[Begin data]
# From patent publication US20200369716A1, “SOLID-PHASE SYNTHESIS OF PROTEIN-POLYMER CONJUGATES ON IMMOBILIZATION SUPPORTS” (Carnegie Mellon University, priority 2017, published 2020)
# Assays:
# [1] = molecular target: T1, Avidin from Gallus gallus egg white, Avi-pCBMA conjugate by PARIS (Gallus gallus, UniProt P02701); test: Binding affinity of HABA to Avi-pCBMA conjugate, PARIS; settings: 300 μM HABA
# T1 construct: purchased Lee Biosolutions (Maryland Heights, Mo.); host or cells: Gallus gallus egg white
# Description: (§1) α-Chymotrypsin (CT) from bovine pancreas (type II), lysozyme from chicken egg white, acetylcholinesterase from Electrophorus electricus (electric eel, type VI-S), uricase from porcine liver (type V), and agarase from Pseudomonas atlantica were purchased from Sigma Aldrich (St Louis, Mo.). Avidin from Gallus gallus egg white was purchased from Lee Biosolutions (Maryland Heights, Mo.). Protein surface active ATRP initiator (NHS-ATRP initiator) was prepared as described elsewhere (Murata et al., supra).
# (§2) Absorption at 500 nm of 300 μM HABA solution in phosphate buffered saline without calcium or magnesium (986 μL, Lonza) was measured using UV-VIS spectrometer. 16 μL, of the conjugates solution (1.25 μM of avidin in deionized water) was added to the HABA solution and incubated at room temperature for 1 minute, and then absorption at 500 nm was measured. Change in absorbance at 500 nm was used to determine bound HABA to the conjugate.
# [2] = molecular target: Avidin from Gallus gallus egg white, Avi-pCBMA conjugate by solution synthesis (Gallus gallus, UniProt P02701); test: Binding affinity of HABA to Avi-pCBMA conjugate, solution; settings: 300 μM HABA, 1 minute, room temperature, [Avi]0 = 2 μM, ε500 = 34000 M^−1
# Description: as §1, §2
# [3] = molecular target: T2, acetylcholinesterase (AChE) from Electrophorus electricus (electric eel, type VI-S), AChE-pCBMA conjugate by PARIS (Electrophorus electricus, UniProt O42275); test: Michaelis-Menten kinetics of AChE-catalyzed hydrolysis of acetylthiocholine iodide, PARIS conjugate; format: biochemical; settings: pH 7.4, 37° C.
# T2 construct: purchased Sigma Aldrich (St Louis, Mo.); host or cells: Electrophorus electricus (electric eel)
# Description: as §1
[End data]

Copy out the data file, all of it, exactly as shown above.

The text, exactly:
# From patent publication US20200369716A1, “SOLID-PHASE SYNTHESIS OF PROTEIN-POLYMER CONJUGATES ON IMMOBILIZATION SUPPORTS” (Carnegie Mellon University, priority 2017, published 2020)
# Assays:
# [1] = molecular target: T1, Avidin from Gallus gallus egg white, Avi-pCBMA conjugate by PARIS (Gallus gallus, UniProt P02701); test: Binding affinity of HABA to Avi-pCBMA conjugate, PARIS; settings: 300 μM HABA
# T1 construct: purchased Lee Biosolutions (Maryland Heights, Mo.); host or cells: Gallus gallus egg white
# Description: (§1) α-Chymotrypsin (CT) from bovine pancreas (type II), lysozyme from chicken egg white, acetylcholinesterase from Electrophorus electricus (electric eel, type VI-S), uricase from porcine liver (type V), and agarase from Pseudomonas atlantica were purchased from Sigma Aldrich (St Louis, Mo.). Avidin from Gallus gallus egg white was purchased from Lee Biosolutions (Maryland Heights, Mo.). Protein surface active ATRP initiator (NHS-ATRP initiator) was prepared as described elsewhere (Murata et al., supra).
# (§2) Absorption at 500 nm of 300 μM HABA solution in phosphate buffered saline without calcium or magnesium (986 μL, Lonza) was measured using UV-VIS spectrometer. 16 μL, of the conjugates solution (1.25 μM of avidin in deionized water) was added to the HABA solution and incubated at room temperature for 1 minute, and then absorption at 500 nm was measured. Change in absorbance at 500 nm was used to determine bound HABA to the conjugate.
# [2] = molecular target: Avidin from Gallus gallus egg white, Avi-pCBMA conjugate by solution synthesis (Gallus gallus, UniProt P02701); test: Binding affinity of HABA to Avi-pCBMA conjugate, solution; settings: 300 μM HABA, 1 minute, room temperature, [Avi]0 = 2 μM, ε500 = 34000 M^−1
# Description: as §1, §2
# [3] = molecular target: T2, acetylcholinesterase (AChE) from Electrophorus electricus (electric eel, type VI-S), AChE-pCBMA conjugate by PARIS (Electrophorus electricus, UniProt O42275); test: Michaelis-Menten kinetics of AChE-catalyzed hydrolysis of acetylthiocholine iodide, PARIS conjugate; format: biochemical; settings: pH 7.4, 37° C.
# T2 construct: purchased Sigma Aldrich (St Louis, Mo.); host or cells: Electrophorus electricus (electric eel)
# Description: as §1